It’s a mountain of mud, Black Ven, constantly flowing and collapsing and being washed into the sea. It’s the largest mud slide in Europe. On one end, at a place called Church Cliffs, Mary Anning found her famous ichthyosaur fossil in 1811. It’s impossible to stand on the beach looking up at its towering black mass and not be a little bit weak-kneed.
The cool thing about Black Ven is that it’s not JUST a mountain of mud. Black Ven is a mountain of prehistoric mud, a mountain of mud filled with fossils. Raymond and I walk along the beach with the other fossil hunters beneath this intimidating wall of mud hoping we’ll get lucky and find something positively Jurassic.
Bright yellow signs warn fossil hunters to keep off the unstable mud cliffs, and even from a safe distance, occasionally we can feel the mud shifting beneath the sand and rock. Just a reminder that this is a landscape in flux.
We’re on holiday in Lyme Regis. We have our official goggles to protect our eyes from flying rock fragments, and we have our official hammers and chisels to create said flying fragments in search of the surprise in the middle. I keep my focus on the litter and debris under my feet, not just looking for fossilised treasure, but also to keep from falling on my butt.
The best find of the day is an exquisitely detailed crinoid Raymond finds while standing a little bit closer to the threatening mud mountain that I’m particularly comfortable with. But then after he finds it, I’m willing to risk a closer walk. A bloke from Brazil is there with his wife. He
points us to a right smorgasbord of belemnites closer. It’s like picking up small bits of pointed rock bullets, and the more we pick up, the more we want to pick up – even while we’re wondering what we’re going to do with a pocketful of belemnite bits.
A lot of the bigger rocks, the boulders too big to stick in our pockets and bring home are covered in trace fossils of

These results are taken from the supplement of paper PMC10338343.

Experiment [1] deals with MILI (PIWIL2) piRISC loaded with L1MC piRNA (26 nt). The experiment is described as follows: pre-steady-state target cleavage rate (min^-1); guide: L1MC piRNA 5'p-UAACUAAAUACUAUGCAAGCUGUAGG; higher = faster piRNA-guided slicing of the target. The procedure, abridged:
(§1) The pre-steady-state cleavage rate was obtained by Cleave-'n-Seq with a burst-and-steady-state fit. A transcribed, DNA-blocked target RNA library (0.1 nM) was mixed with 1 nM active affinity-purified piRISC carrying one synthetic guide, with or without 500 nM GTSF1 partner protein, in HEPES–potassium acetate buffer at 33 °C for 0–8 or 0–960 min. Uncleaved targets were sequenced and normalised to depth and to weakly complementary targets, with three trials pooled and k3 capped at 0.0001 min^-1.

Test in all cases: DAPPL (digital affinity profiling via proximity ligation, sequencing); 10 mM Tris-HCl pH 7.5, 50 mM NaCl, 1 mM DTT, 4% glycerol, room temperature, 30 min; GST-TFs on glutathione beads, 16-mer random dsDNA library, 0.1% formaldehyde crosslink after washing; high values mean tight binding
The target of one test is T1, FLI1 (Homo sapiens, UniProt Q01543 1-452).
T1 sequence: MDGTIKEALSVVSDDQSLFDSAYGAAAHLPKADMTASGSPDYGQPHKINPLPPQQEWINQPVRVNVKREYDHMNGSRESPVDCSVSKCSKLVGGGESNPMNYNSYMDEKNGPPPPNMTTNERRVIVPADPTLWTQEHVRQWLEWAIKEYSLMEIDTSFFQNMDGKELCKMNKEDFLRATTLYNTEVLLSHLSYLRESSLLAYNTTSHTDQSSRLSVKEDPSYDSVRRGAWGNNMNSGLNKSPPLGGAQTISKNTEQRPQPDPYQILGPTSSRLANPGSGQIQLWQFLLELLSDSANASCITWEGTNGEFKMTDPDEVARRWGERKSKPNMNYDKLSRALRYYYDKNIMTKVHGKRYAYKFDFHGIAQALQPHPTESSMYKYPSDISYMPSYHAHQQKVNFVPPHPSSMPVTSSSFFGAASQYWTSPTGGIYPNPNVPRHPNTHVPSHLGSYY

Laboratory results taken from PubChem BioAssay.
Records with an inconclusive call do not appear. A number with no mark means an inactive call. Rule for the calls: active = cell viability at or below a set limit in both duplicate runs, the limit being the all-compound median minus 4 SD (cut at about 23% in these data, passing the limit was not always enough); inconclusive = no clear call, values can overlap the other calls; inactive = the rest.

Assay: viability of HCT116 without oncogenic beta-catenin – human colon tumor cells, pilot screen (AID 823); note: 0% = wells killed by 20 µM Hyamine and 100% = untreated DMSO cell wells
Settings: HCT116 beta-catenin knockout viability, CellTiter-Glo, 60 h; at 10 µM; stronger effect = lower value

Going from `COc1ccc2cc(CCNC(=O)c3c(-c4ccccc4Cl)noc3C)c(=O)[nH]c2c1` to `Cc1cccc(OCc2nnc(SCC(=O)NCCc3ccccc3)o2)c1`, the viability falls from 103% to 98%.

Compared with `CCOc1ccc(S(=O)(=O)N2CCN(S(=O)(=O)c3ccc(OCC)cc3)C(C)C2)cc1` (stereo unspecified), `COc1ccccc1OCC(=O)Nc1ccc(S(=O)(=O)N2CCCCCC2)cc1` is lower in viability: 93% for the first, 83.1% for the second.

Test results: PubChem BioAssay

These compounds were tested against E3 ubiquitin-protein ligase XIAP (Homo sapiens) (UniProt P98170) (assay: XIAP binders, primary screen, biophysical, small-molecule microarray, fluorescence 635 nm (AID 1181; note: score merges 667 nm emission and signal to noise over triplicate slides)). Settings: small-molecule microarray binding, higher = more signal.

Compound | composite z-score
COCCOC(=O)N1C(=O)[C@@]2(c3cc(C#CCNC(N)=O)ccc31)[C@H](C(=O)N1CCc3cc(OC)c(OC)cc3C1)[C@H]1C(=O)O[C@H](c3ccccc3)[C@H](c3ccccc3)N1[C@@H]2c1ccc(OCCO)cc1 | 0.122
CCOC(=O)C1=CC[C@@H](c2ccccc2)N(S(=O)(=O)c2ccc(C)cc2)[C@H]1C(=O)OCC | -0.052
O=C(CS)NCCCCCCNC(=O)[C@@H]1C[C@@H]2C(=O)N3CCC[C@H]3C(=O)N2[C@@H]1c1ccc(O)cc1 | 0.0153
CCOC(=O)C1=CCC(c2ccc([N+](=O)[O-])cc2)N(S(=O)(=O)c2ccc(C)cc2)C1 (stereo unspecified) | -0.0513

ammonites. We take snapshots to remember how amazing they are, and we stand for a long time admiring their beauty and their size. While we eat our sandwiches looking out to the changeable sea, Raymond reads to me from the fossil book that some ammonites got to be two meters across. I’m stunned. He reads the name from the book –Titanites giganteus, which we both agree is a good name. Most died out before the Cretaceous, he adds.
As the tide begins to come in, we work our way back toward Lyme Regis and end up in the Pilot Boat Pub for a pint and some chips – our reward for the successes of the day. It’s supposed to rain tomorrow, and we’re told the worse the weather the more fossils wash out of Black Ven.
Now back home in our cottage, as we look over our stash and sip coffee, we talk about
what a perfect day it’s been, eagerly looking at other fossil hunters’ treasures and sharing our own, sifting through the rock that’s been washed from Black Ven by the sea and the rains, and experiencing the rush of finding bits of the ancient past before they wash out to sea and are lost forever. It was a good day. It’s supposed to rain tonight. Who knows what treasures will wash free from the prehistoric mud? Someday the whole mountain will wash into the sea, along with all of its secrets of the past. But as for today, we took home a few of those fabulously ancient secrets tucked away in the pockets of our walking trousers.
Some experiences have nothing to do with writing, and everything to do with widening and deepening my inner world so that I have something to write about. Finding Jurassic treasures that Black Ven has given up to the sea is one of those experiences.